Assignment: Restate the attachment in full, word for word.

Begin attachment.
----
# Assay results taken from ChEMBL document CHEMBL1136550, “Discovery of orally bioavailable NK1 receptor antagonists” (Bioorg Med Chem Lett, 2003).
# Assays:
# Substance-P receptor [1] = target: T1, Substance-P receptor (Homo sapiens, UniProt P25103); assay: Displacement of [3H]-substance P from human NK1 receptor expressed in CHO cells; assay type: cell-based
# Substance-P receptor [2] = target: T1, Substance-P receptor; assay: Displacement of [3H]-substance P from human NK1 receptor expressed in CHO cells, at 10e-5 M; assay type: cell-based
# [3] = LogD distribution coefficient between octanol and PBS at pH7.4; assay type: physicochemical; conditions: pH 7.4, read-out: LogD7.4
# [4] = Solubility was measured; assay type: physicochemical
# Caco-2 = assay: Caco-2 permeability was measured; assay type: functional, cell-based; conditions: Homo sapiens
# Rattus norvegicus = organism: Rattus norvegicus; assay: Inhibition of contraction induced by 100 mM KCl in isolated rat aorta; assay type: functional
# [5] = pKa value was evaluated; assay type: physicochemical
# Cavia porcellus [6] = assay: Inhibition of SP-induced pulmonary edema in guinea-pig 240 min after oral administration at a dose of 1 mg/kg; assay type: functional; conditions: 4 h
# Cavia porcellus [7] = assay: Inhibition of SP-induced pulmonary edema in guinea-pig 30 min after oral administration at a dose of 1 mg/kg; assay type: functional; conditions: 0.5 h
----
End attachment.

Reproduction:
# Assay results taken from ChEMBL document CHEMBL1136550, “Discovery of orally bioavailable NK1 receptor antagonists” (Bioorg Med Chem Lett, 2003).
# Assays:
# Substance-P receptor [1] = target: T1, Substance-P receptor (Homo sapiens, UniProt P25103); assay: Displacement of [3H]-substance P from human NK1 receptor expressed in CHO cells; assay type: cell-based
# Substance-P receptor [2] = target: T1, Substance-P receptor; assay: Displacement of [3H]-substance P from human NK1 receptor expressed in CHO cells, at 10e-5 M; assay type: cell-based
# [3] = LogD distribution coefficient between octanol and PBS at pH7.4; assay type: physicochemical; conditions: pH 7.4, read-out: LogD7.4
# [4] = Solubility was measured; assay type: physicochemical
# Caco-2 = assay: Caco-2 permeability was measured; assay type: functional, cell-based; conditions: Homo sapiens
# Rattus norvegicus = organism: Rattus norvegicus; assay: Inhibition of contraction induced by 100 mM KCl in isolated rat aorta; assay type: functional
# [5] = pKa value was evaluated; assay type: physicochemical
# Cavia porcellus [6] = assay: Inhibition of SP-induced pulmonary edema in guinea-pig 240 min after oral administration at a dose of 1 mg/kg; assay type: functional; conditions: 4 h
# Cavia porcellus [7] = assay: Inhibition of SP-induced pulmonary edema in guinea-pig 30 min after oral administration at a dose of 1 mg/kg; assay type: functional; conditions: 0.5 h